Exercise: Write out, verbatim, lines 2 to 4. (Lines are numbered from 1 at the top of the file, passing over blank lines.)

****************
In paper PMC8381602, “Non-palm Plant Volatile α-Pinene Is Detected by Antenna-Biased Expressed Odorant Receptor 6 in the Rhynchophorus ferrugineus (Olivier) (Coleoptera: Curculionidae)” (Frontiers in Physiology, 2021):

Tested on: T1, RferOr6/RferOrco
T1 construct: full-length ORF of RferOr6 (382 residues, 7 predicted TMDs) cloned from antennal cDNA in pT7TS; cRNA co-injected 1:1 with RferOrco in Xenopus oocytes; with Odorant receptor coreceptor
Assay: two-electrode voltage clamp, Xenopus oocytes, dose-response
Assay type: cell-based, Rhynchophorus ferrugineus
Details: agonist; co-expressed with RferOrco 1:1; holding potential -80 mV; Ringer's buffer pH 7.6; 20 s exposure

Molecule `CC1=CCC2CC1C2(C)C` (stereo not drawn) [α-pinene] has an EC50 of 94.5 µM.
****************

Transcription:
Tested on: T1, RferOr6/RferOrco
T1 construct: full-length ORF of RferOr6 (382 residues, 7 predicted TMDs) cloned from antennal cDNA in pT7TS; cRNA co-injected 1:1 with RferOrco in Xenopus oocytes; with Odorant receptor coreceptor
Assay: two-electrode voltage clamp, Xenopus oocytes, dose-response